Closer to the time machine? Research suggests it’s possible by a phenomenon in physics

Closer to the time machine? Research suggests it's possible by a phenomenon in physics

So often represented by the art of science fiction, the Time travel They are a kind of goal desired by the scientists although without many results so far. However, a research revealed that the wormholes in space could be the key to Travel back in time in real life. And a team of experts thinks they’ve figured out how to do it.

A trio of scientists delved into the Laws of physics and discovered that it might be possible that one day Humans traverse galaxies in a matter of seconds, or travel over time, according to the work published in Physical Review. All this has to do with the General theory of relativity and quantum physics.

In his article, Valeri P. Frolov and Andrei Zelnikov of the University of Alberta in Canada, and Pavel Krtouš of Charles University in Prague They proposed that a specific type of wormhole “would inevitably transform into a time machine if it were subject to particular conditions.” Wormholes can be described as space-times in which there is a kind of tunnel connecting distant parts of the universe.

The main problem with them is that they don’t exist in tangible form. As expressed by Drs. Eric Christian and Louis Barbier in a paper for the Fish trap, “wormholes are allowed to exist in the mathematics of general relativity, which is our best description of the Universe. Assuming that theory is correct, there may be wormholes. But no one has any idea how they would be created, and there is no evidence of anything resembling a wormhole in the observed Universe.”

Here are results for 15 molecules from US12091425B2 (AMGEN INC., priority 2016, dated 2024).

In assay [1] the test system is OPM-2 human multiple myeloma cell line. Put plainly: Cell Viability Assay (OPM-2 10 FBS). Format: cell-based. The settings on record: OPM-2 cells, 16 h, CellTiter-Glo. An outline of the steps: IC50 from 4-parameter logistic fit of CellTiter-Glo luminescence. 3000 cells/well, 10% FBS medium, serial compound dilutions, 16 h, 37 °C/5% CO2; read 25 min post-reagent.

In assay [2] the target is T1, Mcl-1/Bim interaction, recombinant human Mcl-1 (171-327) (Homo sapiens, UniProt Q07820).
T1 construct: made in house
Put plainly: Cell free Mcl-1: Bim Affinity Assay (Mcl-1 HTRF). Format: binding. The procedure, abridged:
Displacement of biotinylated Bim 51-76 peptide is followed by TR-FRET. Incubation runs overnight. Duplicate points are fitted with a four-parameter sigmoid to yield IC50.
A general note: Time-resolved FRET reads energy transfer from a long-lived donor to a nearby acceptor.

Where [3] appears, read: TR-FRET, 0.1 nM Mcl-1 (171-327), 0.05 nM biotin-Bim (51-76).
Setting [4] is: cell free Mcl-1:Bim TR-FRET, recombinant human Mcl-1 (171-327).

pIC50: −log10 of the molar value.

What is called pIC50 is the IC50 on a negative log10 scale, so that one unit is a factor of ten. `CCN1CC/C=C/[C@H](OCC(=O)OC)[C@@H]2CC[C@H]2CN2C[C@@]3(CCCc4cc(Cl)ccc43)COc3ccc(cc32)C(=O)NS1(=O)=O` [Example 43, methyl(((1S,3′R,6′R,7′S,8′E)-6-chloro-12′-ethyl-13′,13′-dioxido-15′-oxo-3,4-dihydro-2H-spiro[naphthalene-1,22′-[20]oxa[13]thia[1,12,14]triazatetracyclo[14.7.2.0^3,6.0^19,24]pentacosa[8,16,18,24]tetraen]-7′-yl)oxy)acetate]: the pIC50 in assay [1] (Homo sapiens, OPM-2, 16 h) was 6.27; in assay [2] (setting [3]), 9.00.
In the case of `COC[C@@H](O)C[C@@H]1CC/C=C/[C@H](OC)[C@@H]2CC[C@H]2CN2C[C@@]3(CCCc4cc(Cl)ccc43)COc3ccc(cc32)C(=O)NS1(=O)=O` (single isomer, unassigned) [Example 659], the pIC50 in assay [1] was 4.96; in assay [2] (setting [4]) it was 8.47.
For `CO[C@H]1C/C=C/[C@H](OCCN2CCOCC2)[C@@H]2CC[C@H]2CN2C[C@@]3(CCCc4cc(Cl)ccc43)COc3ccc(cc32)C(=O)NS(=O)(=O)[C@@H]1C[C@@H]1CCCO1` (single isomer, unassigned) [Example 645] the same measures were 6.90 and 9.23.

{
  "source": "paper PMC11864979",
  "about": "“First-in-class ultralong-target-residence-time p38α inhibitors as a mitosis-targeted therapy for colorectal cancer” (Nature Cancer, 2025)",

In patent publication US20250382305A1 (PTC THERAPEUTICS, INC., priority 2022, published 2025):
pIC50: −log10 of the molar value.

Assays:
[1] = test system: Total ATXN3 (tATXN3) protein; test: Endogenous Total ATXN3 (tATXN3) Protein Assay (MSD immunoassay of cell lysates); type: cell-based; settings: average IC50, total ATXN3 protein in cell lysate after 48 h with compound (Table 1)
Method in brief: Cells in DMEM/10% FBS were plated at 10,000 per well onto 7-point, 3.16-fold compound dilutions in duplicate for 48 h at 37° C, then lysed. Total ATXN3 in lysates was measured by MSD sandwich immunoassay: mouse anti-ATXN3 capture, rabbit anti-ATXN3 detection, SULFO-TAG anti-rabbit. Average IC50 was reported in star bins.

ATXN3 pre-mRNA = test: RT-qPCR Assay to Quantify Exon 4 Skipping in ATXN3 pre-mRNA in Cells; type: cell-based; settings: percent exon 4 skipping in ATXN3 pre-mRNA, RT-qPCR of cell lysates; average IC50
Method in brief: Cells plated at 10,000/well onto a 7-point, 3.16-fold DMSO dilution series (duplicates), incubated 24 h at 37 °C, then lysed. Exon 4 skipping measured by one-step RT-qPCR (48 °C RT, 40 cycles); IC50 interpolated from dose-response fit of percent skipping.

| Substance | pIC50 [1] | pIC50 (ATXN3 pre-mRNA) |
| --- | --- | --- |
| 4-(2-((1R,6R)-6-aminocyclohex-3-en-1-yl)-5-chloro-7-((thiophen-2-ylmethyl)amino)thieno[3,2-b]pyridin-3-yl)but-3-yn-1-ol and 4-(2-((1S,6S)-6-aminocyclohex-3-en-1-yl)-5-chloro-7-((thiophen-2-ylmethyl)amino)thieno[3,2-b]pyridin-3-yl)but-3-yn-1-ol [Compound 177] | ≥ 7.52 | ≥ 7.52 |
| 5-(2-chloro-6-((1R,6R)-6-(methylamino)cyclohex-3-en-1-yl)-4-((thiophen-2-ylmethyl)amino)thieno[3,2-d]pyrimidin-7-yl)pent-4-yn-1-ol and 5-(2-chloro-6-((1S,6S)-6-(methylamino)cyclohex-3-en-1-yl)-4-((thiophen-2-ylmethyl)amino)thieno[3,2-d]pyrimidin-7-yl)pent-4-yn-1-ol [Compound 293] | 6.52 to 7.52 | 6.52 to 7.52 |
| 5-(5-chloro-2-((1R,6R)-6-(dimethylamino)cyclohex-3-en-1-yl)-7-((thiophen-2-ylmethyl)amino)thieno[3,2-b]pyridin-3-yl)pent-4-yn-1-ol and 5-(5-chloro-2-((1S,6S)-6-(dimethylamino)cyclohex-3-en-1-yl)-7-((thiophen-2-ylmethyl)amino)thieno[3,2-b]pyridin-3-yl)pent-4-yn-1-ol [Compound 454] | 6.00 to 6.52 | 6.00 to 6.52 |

Even so, numerous experts in the field of gravitation and general relativity have spent years or even decades working on them, including Stephen Hawking at the time. For their paper, Frolov, Krtouš and Zelnikov explored what is known as an annular wormhole, which was first described in 2016 by the theoretical physicist. Gary Gibbons, from the University of Cambridge, and Mikhail Volkov, from the University of Tours.

Unlike the spherical contortions of space-time that might be attributed to black holes, the ringworm proposed by Gibbons and Volkov connects sections of the universe (or, indeed, different universes) that are usually described as planes.

Likewise, ring-shaped masses could create some pretty noticeable distortions in what would otherwise be flat spacetime when you consider how their electric and magnetic fields might interact. And so, Frolov, Krtouš and Zelnikov decided to consider two types of wormholes: “One that connects to flat spaces; and another that does it with two distant domains in the same space.”

For the latter, they concluded that if a “massive thin layer surrounded one of the mouths of the ring wormhole, a temporary closed curve would form.” This would mean that any object (or beam of light) traveling would return to exactly the same point from where it started. In other words, It could travel in space and time and return to its starting point.

The most exciting aspect of this theory, as the authors point out, is that for “the ring wormhole, an observer passing through it moves in a flat (or practically flat) space-time, whereas in the case of standard (spherical) wormholes it must pass a matter-filled domain violating the zero-energy condition.”

In Frolov’s words, “We show that the corresponding locally static gravitational field in a multiconnected space is not potential. As a result of this, the time interval suitable for clock synchronization grows linearly with time and closed time curves are formed. This process inevitably transforms a passable ring wormhole into a time machine,” at least, in theory. For practice, they cautioned, much more research remains.


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